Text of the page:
Father Federico Lombardi, director of the Holy See Press Office, updated journalists on the General Congregations that are continuing today at the Vatican. The College of Cardinals met this morning and will hold a second session this afternoon.
As expectations are running high for an official announcement as to the start of the Conclave, Fr. Lombardi wasted no time in informing the press that no date has been chosen. Fr. Lombardi stressed that the College of Cardinals are aware of the seriousness and responsibility in electing the next Roman Pontiff, and therefore are taking their time in discussing various topics that are facing the Church today.
The director of the Holy See Press Office also denied a report by a press agency which stated that the Master of Ceremonies for the Supreme Pontiff had reserved St. Peter’s Basilica for the “Pro Eligendo Summo Pontefice” Mass, which is celebrated prior to the start of the Conclave.
“I spoke with the Master of Ceremonies Marini [Msgr. Guido Marini, master of Liturgical Celebrations of the Supreme Pontiff] personally and that is definitely not the case,” Fr. Lombardi stated.
“Moreover, reserving St. Peter’s Basilica is not the task of the Master of Ceremonies but of the College of Cardinals. That news, therefore, is completely false. Also, all priests can celebrate a “pro eligendo Summo Pontefice” Mass asking God to enlighten the pontifical College in these days so such a Mass would not indicate the beginning of the Conclave.”
Today’s General Congregation was attended by 152 Cardinals. 114 of the Cardinal Electors are presently in Rome with the final elector, Cardinal Jean-Baptiste Pham Minh Man, archbishop of Thanh-Pho Ho Chi Minh, Vietnam, set to arrive this afternoon.
Fr. Lombardi also stated that three new Cardinal assistants, who are chosen every three days to assist the Camerlengo, were chosen by lot. The Cardinal assistants chosen were: from the Order of Bishops, Cardinal Bechara Boutros Rai, O.M.M., patriarch of Antioch of the Maronites, Lebanon; from the Order of Priests, Cardinal Laurent Monsengwo Pasinya, archbishop of Kinshasa, Democratic Republic of Congo; and from the Order of Deacons, Cardinal Velasio De Paolis, C.S., president emeritus of the Prefecture for the Economic Affairs of the Holy See.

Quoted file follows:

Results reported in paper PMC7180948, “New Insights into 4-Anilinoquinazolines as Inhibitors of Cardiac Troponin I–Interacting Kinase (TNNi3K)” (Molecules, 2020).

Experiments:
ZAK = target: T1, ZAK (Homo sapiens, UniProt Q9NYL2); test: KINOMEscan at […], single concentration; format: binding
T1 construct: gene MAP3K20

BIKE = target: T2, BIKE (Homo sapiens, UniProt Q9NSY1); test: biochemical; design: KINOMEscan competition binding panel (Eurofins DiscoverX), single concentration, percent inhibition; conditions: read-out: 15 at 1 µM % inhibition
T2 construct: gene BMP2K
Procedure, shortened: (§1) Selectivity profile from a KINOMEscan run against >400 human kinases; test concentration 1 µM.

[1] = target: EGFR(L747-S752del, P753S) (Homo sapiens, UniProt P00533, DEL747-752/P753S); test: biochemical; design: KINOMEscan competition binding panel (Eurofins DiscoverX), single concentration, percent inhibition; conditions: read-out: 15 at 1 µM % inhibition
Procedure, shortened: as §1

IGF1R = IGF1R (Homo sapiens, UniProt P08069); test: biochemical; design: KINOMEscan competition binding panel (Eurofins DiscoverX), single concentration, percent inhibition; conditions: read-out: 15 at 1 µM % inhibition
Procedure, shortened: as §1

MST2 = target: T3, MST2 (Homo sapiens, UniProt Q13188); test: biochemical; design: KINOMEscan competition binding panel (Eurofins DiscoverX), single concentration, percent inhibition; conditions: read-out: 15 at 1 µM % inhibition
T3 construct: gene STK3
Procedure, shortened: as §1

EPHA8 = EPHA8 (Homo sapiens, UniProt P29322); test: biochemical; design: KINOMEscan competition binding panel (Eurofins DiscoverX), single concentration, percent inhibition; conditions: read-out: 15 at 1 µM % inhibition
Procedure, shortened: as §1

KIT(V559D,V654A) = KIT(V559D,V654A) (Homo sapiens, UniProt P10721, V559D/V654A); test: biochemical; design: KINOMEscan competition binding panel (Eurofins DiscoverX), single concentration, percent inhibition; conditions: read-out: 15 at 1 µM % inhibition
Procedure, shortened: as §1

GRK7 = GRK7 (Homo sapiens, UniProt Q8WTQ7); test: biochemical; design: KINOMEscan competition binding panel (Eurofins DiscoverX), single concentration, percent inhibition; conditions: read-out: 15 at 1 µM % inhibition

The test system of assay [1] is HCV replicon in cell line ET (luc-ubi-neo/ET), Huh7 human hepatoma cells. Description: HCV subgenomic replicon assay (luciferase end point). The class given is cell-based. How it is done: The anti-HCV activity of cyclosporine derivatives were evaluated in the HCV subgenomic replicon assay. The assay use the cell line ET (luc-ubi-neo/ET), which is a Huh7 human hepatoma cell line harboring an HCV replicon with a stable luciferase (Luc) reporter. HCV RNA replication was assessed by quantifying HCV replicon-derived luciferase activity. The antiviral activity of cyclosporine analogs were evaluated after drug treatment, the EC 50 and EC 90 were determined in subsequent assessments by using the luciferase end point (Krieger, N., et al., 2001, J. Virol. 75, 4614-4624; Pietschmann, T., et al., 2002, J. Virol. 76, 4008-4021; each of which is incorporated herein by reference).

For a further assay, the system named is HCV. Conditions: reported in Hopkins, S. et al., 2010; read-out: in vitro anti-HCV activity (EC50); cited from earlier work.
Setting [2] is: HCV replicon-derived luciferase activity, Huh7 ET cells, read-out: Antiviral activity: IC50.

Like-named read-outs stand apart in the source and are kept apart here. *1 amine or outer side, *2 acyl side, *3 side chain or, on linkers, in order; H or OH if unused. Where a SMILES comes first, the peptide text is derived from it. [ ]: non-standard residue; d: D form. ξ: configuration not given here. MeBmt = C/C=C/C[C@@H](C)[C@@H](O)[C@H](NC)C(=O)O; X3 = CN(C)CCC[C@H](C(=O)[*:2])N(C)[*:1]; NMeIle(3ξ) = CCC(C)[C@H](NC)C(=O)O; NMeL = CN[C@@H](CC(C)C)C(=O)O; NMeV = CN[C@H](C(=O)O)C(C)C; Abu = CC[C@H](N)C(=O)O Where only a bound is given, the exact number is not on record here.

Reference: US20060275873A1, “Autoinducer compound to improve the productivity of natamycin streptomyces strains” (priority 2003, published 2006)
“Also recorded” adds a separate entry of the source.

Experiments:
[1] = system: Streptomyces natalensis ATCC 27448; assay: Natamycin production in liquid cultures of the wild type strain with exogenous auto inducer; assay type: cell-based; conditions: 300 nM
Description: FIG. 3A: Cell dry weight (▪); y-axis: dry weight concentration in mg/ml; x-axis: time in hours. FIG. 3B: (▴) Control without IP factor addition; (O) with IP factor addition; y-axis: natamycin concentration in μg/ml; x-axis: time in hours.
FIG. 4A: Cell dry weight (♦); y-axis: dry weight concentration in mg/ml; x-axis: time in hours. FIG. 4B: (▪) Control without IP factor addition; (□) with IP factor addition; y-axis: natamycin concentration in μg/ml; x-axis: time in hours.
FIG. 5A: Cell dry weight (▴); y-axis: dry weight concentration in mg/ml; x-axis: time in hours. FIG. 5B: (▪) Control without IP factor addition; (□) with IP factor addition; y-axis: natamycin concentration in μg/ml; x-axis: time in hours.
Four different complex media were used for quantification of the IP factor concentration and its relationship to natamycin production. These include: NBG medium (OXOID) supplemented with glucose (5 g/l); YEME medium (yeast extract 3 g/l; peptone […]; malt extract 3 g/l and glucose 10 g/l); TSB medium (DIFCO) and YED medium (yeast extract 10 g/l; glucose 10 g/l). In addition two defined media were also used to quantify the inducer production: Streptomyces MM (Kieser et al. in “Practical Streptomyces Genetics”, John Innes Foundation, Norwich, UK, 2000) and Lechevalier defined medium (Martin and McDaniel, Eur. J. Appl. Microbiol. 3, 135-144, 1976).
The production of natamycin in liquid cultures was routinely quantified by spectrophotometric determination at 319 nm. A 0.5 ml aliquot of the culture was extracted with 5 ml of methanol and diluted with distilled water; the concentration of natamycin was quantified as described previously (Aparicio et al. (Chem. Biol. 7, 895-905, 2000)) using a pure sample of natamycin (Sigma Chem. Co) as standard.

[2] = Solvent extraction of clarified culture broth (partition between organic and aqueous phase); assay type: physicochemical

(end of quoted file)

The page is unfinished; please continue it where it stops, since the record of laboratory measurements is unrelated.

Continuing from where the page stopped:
Answering several inquiries made yesterday as to whether the College of Cardinals would release a statement of condolence for recently deceased Venezuelan president, Hugo Chavez, Fr. Lombardi said that a draft of the telegram was read by Cardinal Angelo Sodano and approved by the cardinals.
“When a head of state dies,” Fr. Lombardi explained, “the Pope always sends a telegram of condolence. In this case, during the Sede Vacante, that task falls to the College of Cardinals.”
Profiling the Next Roman Pontiff
Speaking on the topics discussed in today’s congregations, Fr. Lombardi said that 16 Cardinals addressed the assembly. The first three interventions dealt with finances and the patrimony of the Holy See. The interventions were given by Cardinal Giuseppe Versaldi, president of the Prefecture for the Economic Affairs of the Holy See; Cardinal Domenico Calcagno, president of the Administration of the Patrimony of the Apostolic See (APSA); and Cardinal Giuseppe Bertello, president of the Governorate of Vatican City State.
“They were brief but clear reports of each one’s area of competence bearing in mind that there is always an established date to present the previous year’s balance, which is released in July. Today’s was a quick way of giving information in broad outlines,” Fr. Lombardi said.
Among the topics that have been discussed in the past few days, the Cardinals also spoke on ecumenism and the churches efforts in charitable works. All the topics discussed, Fr. Lombardi explained aid in identifying the characteristics and a profile of the next Roman Pontiff.
Addressing media concerns regarding the decision by U.S. Cardinals to cease speaking to the press during the General Congregations, Fr. Lombardi referred to the Apostolic Constitution written by Blessed John Paul II regarding the elections of the Roman Pontiff.
“Article 12 of the Apostolic Constitution ‘Universi Dominici Gregis’ states that the cardinals must take an oath to observe the provisions made within and to maintain secrecy.
Obviously, it is different from the oath made at the Conclave,” Fr. Lombardi said.
“However, the common denominator is maintaining the reserve and privacy of the institutional atmosphere as a College, not just as private individuals. For example, during the Sede Vacante of 2005, the cardinals decided and voted not to give interviews after the first Congregations.”
Fr. Lombardi concluded his briefing by giving journalists a look at the work being done in the Sistine Chapel. A video provided by the Vatican’s CTV, showed workers preparing the floor elevation, as well as the installation of the two stoves that will be used to burn ballots and signal the election or non-election of the new pope.